Interview with Bahraini activist Maryam al-Khawaja
Human rights activist Maryam al-Khawaja was arrested when she entered Bahrain

Prominent Bahraini human rights defender Maryam Al-Khawaja has been detained after her arrival at the Gulf Kingdom's airport.

She was travelling to the Bahrain to visit her jailed father, pro-democracy activist Abdulhadi al-Khawaja, who is on hunger strike in protest against his alleged unlawful detention for his role in protest against the al-Khalifa regime.

Maryam Al-Khawaja holds dual Bahraini and Danish citizenship, and is co-director of the Gulf Centre for Human Rights (GCHR) which has offices in Copenhagen and Beirut. Her mother said that she was refused entry in the country after presenting her Danish passport and a Bahraini identification card.

Khawaja's lawyer said that the activist was "stripped of her nationality" and prosecutors plan to present charges against her. Fellow activists who are in charge of her popular Twitter account tweeted:

Following her interrogation, Maryam was transferred to Isa Town Women's prison where she will be detained for seven days pending investigation.

Before losing connection with her family, she told the Bahrain Centre of Human Rights, of which she is co-director, that she plans to launch a "hunger strike until I am allowed in Bahrain to see my father".

Another Bahraini activist, Nabeel Rajab, who was recently freed after spending two years in prison for taking part in "illegal gatherings" in the Gulf country, told IBTimes UK that Maryam was likely charged after resisting forceful arrest by the police.

"Assaulting police is a common charge in Bahrain when they have nothing against you," he said. "They wanted to take her by force and she refused".

"We're worried about her because of the deterioration of human rights in Bahrain. Her father's conditions are really bad after he started the hunger strike amid the silence of the international community," he said. "Everybody is normalising relations with Bahrain at a time when they keep arresting human rights defenders."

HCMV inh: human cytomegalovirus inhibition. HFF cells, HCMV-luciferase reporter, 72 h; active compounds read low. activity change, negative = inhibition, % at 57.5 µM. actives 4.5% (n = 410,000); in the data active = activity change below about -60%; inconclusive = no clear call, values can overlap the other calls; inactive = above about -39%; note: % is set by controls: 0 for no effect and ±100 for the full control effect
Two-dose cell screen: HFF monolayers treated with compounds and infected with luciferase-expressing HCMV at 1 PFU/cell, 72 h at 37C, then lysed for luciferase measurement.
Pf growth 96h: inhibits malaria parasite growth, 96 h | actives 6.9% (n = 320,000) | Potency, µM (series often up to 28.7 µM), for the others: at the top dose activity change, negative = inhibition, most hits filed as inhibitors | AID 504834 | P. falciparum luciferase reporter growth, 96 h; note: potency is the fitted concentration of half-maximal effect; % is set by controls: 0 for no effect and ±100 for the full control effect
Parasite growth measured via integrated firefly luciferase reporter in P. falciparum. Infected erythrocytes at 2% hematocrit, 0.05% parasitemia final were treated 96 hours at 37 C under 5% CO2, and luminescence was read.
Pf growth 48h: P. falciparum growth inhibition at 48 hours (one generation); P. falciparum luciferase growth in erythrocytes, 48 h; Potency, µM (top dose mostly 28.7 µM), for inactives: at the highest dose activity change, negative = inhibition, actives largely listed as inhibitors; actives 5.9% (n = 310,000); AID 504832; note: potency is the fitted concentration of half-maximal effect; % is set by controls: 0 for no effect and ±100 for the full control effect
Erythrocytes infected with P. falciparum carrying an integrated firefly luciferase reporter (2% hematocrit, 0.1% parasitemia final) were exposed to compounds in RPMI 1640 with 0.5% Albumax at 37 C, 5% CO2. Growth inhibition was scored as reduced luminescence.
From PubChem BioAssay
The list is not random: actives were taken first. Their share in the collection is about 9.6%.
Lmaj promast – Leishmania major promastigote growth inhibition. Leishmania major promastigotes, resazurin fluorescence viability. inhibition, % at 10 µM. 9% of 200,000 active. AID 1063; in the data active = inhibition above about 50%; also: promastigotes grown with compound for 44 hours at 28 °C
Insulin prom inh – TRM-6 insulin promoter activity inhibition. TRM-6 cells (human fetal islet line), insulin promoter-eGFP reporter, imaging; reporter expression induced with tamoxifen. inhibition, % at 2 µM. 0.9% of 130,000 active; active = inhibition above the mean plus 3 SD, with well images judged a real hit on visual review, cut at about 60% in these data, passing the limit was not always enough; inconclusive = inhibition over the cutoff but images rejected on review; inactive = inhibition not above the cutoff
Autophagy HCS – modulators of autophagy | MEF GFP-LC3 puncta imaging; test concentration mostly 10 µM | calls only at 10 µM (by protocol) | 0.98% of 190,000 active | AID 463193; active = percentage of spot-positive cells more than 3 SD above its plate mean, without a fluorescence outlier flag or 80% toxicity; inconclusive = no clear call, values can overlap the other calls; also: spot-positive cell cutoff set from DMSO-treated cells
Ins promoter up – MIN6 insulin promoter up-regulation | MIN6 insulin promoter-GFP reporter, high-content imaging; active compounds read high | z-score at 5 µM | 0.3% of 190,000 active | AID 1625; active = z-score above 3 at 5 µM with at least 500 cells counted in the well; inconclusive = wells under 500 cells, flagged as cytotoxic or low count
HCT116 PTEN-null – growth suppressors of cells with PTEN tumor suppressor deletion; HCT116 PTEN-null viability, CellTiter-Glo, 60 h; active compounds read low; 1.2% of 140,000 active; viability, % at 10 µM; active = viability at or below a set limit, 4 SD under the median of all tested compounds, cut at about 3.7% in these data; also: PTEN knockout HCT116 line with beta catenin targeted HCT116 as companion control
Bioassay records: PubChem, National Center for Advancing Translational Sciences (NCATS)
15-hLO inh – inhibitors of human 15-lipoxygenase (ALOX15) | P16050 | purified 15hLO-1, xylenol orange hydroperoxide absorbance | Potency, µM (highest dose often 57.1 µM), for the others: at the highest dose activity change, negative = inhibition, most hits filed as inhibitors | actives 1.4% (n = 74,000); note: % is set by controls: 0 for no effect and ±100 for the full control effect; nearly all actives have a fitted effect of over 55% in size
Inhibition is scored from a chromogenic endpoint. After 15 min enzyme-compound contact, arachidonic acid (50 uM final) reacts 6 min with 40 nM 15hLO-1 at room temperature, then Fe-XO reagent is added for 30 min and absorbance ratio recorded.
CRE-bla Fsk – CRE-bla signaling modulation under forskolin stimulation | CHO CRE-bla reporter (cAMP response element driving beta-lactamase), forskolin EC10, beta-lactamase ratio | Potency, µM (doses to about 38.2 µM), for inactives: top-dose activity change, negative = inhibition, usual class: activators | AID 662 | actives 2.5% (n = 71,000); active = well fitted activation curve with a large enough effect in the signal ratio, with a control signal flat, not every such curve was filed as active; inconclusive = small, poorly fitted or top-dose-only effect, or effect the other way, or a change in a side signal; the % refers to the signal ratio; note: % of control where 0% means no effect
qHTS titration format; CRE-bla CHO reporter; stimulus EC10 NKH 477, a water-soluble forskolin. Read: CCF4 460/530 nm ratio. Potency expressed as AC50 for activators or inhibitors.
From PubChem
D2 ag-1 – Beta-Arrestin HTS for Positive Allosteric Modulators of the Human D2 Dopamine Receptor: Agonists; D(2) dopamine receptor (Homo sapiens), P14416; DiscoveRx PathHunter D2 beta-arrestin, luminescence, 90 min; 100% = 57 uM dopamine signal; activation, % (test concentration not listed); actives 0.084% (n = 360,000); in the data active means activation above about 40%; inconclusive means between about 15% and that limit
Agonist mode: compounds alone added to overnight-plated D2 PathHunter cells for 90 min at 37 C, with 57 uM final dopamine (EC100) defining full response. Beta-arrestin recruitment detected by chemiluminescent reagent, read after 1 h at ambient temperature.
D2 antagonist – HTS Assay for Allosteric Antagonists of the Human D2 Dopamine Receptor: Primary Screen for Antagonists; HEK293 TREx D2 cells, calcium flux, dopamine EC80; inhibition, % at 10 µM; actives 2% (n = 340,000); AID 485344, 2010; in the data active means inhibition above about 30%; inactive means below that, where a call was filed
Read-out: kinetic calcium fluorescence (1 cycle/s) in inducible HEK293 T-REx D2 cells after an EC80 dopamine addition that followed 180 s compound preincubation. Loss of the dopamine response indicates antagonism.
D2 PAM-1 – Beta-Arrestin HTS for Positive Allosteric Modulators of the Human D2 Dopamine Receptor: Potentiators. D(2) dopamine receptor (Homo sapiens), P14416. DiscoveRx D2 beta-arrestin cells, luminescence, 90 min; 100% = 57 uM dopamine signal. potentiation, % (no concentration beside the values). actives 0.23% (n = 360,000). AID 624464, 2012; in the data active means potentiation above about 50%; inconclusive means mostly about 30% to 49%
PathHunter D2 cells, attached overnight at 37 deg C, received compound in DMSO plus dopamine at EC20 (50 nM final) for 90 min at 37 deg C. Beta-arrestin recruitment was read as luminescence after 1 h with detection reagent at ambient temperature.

Khawaja was previously prevented from boarding to a British flight to Bahrain because of a ban issued by the government of the Gulf kingdom.

Sectarian conflict

After the crackdown on the pro-democracy uprising in 2011, led by Saudi forces, Bahrain has plunged deeper into sectarian conflict between the wealthy ruling Sunni-al-Khalifa minority and the Shia majority.

King Sheikh Hamad bin Isa Al Khalifa
King of Bahrain Sheikh Hamad bin Isa Al Khalifa Fadi Al-Assaad/Reuters

The king of Bahrain, Sheikh Hamad bin Isa Al-Khalifa has pledged to implement recommendations from an independent commission of inquiry, but reforms are progressing slowly and reconciliation talks have stalled. Violence between riot police and protesters is a week occurrence.

Decrees approved by King Hamad include up to seven years in jail for criticising him. All protests, sit-ins and gatherings in Manama are banned indefinitely.

Monitoring group Freedom House said that Bahrain's arrest of Maryam al-Khafaja shows "the government's intolerance of peaceful political protests and efforts to bring about greater political openness".

"Khawaja faces up to seven years imprisonment for the 'crime' of trying to visit her father in prison. The United States and other allies of Bahrain should press the government to reverse its actions against those campaigning for respect of basic freedoms," said Robert Herman of Freedom House.

Abdulhadi al-Khawaja, 54, is jailed for life for plotting to overthrow the kingdom. He staged a 110-day hunger strike in 2012 over his imprisonment. He sent a letter to the prison authorities saying that "he would go on a hunger strike until he is released".

Amnesty International and Human Rights Watch describe Abdulhadi al-Khawaja as a "prisoner of conscience."